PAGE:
The Supporter Parenting Role: The “Boredom Problem” Example

Child: “I’m bored. There’s nothing to do.” Potential parent responses: “What do you mean you’re bored and there’s nothing to do? You can help me fold the laundry, play with your sister, or read.” “I buy you all of these toys, and you just ignore them.” “When I was your age, I played outside. You should do that.” These parent responses are examples of communication blocks, and they usually upset the child because the parent is trying to fix a problem that isn’t theirs to fix. Your child is making a complaint and needs to find their own solution. Therefore, when you respond sarcastically, give advice, moralize, or engage in me-tooism (talk about your experience as being more important  to the moment at hand), they feel hurt rather than helped. Your unintended  ...

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Parent-Child Problem Solving Together Requires Flexible Thinking

Imagine you are having a conflict with your child because he won’t do his homework. You’re in a deadlock because you are determined to change your child, and your child is determined to resist your pushing. Behind your determination are beliefs that it is his homework and he needs to be responsible for getting it done. You are also thinking that you shouldn’t have to nag him and that he could do it if he would only try harder. Because of your inflexible and judgmental perspective, your child builds walls and barriers to any possibility of solving problems together. Mary and Bob held a ‘we’re right and you’re wrong’ adversarial position with their daughter who struggled with homework. They judged her with questions and statements like, “Why won’t you let us...

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Parent Success Stories in the Director Role

Parents chose the director role when they want their children to do something that they don’t want to do. Examples are chores, homework, and getting ready for bed. Read the chapter, Choose Your Parental Role: Director, Collaborator,or Supporter to understand more about the choice process. Work With Your Child to Build Cooperation and Better Behavior My son is 9 years old and loves to argue with me. He wants to challenge and disagree with everything I say. For example, if I tell him not to lean on the rope in the water, he’ll lean on it just to let me know who’s boss. I came to Cynthia for help because using time-outs and taking things away weren’t working and made our relationship worse. Cynthia suggested that I work with Jack’s nature. She said that kids...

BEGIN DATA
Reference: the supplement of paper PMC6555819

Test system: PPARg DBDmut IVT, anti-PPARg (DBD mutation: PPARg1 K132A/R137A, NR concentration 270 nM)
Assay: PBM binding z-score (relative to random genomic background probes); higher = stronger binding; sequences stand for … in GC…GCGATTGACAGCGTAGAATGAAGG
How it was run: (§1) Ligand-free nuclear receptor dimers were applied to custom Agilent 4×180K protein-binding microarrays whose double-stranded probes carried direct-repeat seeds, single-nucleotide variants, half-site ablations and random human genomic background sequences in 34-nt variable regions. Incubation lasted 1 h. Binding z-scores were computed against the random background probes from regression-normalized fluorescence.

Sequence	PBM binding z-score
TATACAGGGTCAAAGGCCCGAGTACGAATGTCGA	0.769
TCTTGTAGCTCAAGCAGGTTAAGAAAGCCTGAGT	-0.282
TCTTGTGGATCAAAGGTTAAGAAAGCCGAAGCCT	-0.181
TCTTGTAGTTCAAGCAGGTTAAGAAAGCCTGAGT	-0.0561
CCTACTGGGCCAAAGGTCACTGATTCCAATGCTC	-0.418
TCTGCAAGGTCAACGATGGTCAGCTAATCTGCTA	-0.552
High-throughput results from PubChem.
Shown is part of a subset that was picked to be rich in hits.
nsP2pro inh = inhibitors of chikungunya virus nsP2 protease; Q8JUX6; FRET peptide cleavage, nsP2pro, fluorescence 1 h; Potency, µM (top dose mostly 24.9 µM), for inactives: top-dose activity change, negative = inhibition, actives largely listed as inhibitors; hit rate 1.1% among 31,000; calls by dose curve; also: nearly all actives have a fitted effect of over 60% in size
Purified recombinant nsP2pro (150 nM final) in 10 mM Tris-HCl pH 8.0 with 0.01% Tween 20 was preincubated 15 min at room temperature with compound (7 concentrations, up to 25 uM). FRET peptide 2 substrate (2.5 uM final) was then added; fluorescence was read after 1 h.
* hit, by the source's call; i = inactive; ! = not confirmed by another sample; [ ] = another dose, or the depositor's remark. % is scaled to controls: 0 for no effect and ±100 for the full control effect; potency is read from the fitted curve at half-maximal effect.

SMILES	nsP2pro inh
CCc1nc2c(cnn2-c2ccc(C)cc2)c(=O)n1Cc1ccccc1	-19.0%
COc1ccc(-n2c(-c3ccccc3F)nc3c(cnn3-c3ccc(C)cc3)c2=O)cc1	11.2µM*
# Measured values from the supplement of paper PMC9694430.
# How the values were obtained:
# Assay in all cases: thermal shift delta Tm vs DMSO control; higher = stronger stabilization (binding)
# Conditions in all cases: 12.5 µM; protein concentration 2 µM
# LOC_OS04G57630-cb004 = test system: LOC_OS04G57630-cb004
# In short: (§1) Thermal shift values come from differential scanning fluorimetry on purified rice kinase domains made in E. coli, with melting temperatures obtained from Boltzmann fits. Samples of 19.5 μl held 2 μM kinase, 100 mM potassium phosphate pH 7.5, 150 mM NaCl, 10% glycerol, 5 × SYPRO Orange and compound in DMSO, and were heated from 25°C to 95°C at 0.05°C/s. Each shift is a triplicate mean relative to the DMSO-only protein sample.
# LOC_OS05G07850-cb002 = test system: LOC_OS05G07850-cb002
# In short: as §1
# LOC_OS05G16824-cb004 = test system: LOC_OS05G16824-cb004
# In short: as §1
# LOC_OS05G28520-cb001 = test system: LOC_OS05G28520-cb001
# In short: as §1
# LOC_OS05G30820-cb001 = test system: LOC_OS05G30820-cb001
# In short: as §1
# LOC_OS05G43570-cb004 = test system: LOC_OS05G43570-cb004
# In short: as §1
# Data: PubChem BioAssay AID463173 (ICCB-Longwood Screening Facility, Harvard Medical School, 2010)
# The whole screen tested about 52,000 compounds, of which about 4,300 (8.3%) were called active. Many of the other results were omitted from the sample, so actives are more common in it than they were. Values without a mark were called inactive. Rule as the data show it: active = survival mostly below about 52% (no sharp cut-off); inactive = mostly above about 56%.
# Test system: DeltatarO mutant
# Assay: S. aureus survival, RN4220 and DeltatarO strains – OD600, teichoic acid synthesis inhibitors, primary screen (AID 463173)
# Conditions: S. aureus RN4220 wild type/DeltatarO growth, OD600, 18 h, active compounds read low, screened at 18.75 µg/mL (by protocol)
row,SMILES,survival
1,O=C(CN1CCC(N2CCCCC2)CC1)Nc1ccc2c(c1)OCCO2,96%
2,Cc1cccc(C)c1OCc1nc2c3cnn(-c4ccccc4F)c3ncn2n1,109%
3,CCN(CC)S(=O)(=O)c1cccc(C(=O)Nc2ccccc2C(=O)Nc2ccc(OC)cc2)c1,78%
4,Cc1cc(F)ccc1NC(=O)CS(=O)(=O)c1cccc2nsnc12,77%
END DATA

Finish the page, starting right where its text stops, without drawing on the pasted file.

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Introduction to Ally Parenting by Cynthia Klein

Do you have a child who ignores you when you give directions, or argues with you like an attorney trying to change your mind, or refuses to talk to you other than with a few words or grunts? If you do, then Ally Parenting – Transform Conflict into Cooperation as Your Child’s Ally, Not Their Adversary is for you. Each of these challenges creates a painful wall between you and your child that can melt away with an Ally Parenting approach. Ally Parenting is the synthesis of twenty-two years of teaching parents through private parenting consultations, classes, and speaking engagements. Each chapter is an answer to questions parents have asked about how to get more cooperation from their children, or how to make them more responsible, or how to get their child to talk...

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Table of Contents

Ally Parenting: A Non-Adversarial Approach to Transform Conflict Into Cooperation By Cynthia Klein   Table of Contents Introduction to Ally Parenting ……1 How to Use This Book: A Quick-Start Approach ……7 The Step-by-Step Solutions Guide ……11 Section 1 –The Ally Parenting Approach – Your Parenting Role 1. Ask the Right Questions to Find the Right Parenting Solutions ……33 2. Are You an Ally or an Adversary? ……37 3. The Adversary to Ally Transformation Process ……41 4. Self-Knowledge Is the First Step Toward Change ……..47 5. Soft Power Creates Cooperation, Not Conflict ……53 6. Child Rearing: An Opportunity for Personal Growth ……59 7. Your...

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How to Melt the Wall Between Mothers and Daughters

The mother-daughter relationship is particularly challenging because both sides desire and value emotional connection, whether it’s negative or positive. Because of this deep desire, when circumstances erode the emotional connection, both parties feel hurt and can resort to unhelpful language and actions that further the divide. However, even after a wall has developed, I have guided many mothers with daughters ages 8 to 18 through the process of melting the wall. The length of time required to melt the wall depends on how deep the divide between mother and daughter has become. The good news is that your perseverance can create a reconnection. Some walls are thin. With these walls, as soon as you start the reconnection process, which I will discuss below, you can...

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